By Anne Chow, President–National Business, AT&T
Did you know that businesses owned by minority women are the fastest growing segment of small businesses, and across all ethnicities, the number of women-owned firms is increasing faster than those owned by men?
As president of National Business, AT&T Business, I lead more than 12,000 professionals who support business customers all over the world. Over the years, these businesses have continued to transform, diversify, and grow.
For these businesses, as well as for my organization, I can’t emphasize enough how critical it is to factor culture into every conversation you have. And to do so both across the world as well as in our own backyards.
I see the importance of this every day in AT&T Business. For instance, during a recent mentoring session, one of my colleagues from India asked me a question that prompted some reflection. She is a member of our AT&T Women in Business (AWB) employee network, for which I am the executive sponsor. Since launching in 2017, we’ve seen a great deal of interest from women seeking to develop into business leaders. We now have more than 4,300 members, across 45 states and Puerto Rico in the United States. We also have members from 23 countries.
The question my colleague in India asked me was “Anne, what’s next? They’ve decided to join, which is good. It shows they are interested in growing, and they are waiting for more. What can we do to help them advance to get a seat at the table?”
It’s a good question, and something I try to consider at every step. There are some basic things that vary by culture that we must consider when we think about how we can help women in different parts of the world advance.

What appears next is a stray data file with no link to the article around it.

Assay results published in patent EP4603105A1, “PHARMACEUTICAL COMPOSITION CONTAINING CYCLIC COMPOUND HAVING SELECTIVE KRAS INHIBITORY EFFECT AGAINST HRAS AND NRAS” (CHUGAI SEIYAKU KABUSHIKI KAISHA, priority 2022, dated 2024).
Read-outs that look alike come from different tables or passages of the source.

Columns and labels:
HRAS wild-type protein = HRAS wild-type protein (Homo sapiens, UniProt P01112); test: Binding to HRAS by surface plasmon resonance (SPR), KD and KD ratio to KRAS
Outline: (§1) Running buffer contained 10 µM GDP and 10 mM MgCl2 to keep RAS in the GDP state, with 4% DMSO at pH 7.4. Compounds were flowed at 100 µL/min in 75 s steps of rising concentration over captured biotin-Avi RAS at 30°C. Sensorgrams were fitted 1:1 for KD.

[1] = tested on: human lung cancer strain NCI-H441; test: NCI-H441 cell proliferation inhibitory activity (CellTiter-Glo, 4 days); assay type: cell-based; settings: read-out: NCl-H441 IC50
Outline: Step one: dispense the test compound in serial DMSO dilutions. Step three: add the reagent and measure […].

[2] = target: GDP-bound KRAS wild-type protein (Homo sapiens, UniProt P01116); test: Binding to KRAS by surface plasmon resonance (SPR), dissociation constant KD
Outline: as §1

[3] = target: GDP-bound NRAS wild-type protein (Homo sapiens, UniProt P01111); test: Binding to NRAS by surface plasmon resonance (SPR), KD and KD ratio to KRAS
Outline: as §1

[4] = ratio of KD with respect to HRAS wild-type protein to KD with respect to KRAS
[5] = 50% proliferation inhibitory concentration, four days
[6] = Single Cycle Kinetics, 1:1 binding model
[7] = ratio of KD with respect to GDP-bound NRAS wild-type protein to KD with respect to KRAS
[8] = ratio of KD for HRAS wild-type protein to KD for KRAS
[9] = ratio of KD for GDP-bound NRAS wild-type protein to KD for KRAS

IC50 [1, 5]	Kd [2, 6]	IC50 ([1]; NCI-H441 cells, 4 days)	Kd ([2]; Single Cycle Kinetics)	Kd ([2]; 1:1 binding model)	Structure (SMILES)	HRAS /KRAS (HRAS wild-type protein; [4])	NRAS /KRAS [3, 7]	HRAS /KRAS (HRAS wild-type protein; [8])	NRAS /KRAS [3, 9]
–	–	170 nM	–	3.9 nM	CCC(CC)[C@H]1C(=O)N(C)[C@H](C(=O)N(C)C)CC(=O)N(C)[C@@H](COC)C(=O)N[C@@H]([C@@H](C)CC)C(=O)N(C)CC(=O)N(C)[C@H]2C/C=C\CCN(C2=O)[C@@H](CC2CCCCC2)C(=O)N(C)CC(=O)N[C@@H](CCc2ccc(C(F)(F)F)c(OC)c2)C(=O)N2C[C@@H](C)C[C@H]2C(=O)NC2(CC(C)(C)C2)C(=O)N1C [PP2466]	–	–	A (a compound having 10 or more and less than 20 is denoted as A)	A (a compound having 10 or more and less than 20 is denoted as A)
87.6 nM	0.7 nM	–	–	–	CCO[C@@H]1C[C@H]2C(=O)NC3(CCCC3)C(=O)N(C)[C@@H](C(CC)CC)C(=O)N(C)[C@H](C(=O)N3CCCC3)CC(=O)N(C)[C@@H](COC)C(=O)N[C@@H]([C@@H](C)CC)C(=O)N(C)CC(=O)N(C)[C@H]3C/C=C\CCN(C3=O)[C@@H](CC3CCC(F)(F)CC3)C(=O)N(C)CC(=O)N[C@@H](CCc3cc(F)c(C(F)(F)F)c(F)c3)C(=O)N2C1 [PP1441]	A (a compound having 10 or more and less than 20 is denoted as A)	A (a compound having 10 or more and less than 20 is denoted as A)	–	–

A growing multicultural workforce brings new, diverse perspectives to today’s business landscape and society as a whole. It is these differences that serve as the spark for innovation and fuel the potential for greatness. As we strive for the advancement of women around the globe, it’s critical to factor culture into leadership conversations. With that, here are my five tips for female leaders to nurture and grow multicultural businesses.
Tip 1: Recognize every business as a multicultural business
Regardless of whether you set out to lead a multicultural organization or not, your business is one today thanks to modern technology. Through technology, we can stay instantly connected across the globe. We can use these channels to make a concerted effort to break down cultural barriers. Understand varying communication styles, be flexible for cultural customs and holidays, and strive to create an open dialogue. This dialogue is key to connecting with customers, communities, and constituents and to ensure growth.
Tip 2: Harness the power of relationships
Women are a force to be reckoned with. We are powerful relationship architects, uniquely positioned with a natural empathy and well attuned to people and their needs. Most women innately possess these qualities, regardless of background or ethnicity. Every business is a relationship business and those who realize this and develop their talent accordingly will thrive—today and into the future.